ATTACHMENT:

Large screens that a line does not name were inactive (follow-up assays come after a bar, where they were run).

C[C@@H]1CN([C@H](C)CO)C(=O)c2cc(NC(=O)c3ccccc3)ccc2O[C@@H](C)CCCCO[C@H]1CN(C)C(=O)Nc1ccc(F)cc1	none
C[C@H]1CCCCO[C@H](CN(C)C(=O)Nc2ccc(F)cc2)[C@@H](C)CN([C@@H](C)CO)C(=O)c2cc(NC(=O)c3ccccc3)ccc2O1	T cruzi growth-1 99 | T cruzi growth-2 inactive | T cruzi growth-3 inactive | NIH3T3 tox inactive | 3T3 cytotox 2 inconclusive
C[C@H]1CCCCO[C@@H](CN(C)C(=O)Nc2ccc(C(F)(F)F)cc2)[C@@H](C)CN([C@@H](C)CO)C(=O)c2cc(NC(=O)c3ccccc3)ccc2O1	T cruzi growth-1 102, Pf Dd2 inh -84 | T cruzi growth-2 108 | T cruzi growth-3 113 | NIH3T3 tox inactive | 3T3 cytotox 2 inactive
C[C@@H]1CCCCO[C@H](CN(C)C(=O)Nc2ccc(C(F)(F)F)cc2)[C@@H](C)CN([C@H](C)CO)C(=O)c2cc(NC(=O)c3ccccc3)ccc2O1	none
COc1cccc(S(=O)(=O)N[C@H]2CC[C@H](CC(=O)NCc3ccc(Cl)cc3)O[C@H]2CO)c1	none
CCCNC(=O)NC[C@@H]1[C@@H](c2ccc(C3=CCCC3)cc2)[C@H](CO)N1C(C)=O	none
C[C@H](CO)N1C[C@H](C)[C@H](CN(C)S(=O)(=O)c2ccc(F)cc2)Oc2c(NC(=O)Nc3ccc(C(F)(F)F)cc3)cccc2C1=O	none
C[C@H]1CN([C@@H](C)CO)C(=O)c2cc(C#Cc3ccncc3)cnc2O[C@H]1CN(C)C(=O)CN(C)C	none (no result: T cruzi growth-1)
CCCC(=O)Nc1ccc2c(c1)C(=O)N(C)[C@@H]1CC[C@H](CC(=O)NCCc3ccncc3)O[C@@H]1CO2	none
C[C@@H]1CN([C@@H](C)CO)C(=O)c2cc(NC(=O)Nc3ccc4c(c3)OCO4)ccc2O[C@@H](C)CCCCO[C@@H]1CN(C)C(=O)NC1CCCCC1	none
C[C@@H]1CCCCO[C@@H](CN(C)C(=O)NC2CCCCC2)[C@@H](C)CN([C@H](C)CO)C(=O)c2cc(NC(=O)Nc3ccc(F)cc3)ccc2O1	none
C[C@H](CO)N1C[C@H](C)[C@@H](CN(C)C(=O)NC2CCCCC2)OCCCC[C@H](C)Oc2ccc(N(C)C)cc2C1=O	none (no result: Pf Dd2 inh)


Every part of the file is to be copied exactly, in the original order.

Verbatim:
Large screens that a line does not name were inactive (follow-up assays come after a bar, where they were run).

C[C@@H]1CN([C@H](C)CO)C(=O)c2cc(NC(=O)c3ccccc3)ccc2O[C@@H](C)CCCCO[C@H]1CN(C)C(=O)Nc1ccc(F)cc1	none
C[C@H]1CCCCO[C@H](CN(C)C(=O)Nc2ccc(F)cc2)[C@@H](C)CN([C@@H](C)CO)C(=O)c2cc(NC(=O)c3ccccc3)ccc2O1	T cruzi growth-1 99 | T cruzi growth-2 inactive | T cruzi growth-3 inactive | NIH3T3 tox inactive | 3T3 cytotox 2 inconclusive
C[C@H]1CCCCO[C@@H](CN(C)C(=O)Nc2ccc(C(F)(F)F)cc2)[C@@H](C)CN([C@@H](C)CO)C(=O)c2cc(NC(=O)c3ccccc3)ccc2O1	T cruzi growth-1 102, Pf Dd2 inh -84 | T cruzi growth-2 108 | T cruzi growth-3 113 | NIH3T3 tox inactive | 3T3 cytotox 2 inactive
C[C@@H]1CCCCO[C@H](CN(C)C(=O)Nc2ccc(C(F)(F)F)cc2)[C@@H](C)CN([C@H](C)CO)C(=O)c2cc(NC(=O)c3ccccc3)ccc2O1	none
COc1cccc(S(=O)(=O)N[C@H]2CC[C@H](CC(=O)NCc3ccc(Cl)cc3)O[C@H]2CO)c1	none
CCCNC(=O)NC[C@@H]1[C@@H](c2ccc(C3=CCCC3)cc2)[C@H](CO)N1C(C)=O	none
C[C@H](CO)N1C[C@H](C)[C@H](CN(C)S(=O)(=O)c2ccc(F)cc2)Oc2c(NC(=O)Nc3ccc(C(F)(F)F)cc3)cccc2C1=O	none
C[C@H]1CN([C@@H](C)CO)C(=O)c2cc(C#Cc3ccncc3)cnc2O[C@H]1CN(C)C(=O)CN(C)C	none (no result: T cruzi growth-1)
CCCC(=O)Nc1ccc2c(c1)C(=O)N(C)[C@@H]1CC[C@H](CC(=O)NCCc3ccncc3)O[C@@H]1CO2	none
C[C@@H]1CN([C@@H](C)CO)C(=O)c2cc(NC(=O)Nc3ccc4c(c3)OCO4)ccc2O[C@@H](C)CCCCO[C@@H]1CN(C)C(=O)NC1CCCCC1	none
C[C@@H]1CCCCO[C@@H](CN(C)C(=O)NC2CCCCC2)[C@@H](C)CN([C@H](C)CO)C(=O)c2cc(NC(=O)Nc3ccc(F)cc3)ccc2O1	none
C[C@H](CO)N1C[C@H](C)[C@@H](CN(C)C(=O)NC2CCCCC2)OCCCC[C@H](C)Oc2ccc(N(C)C)cc2C1=O	none (no result: Pf Dd2 inh)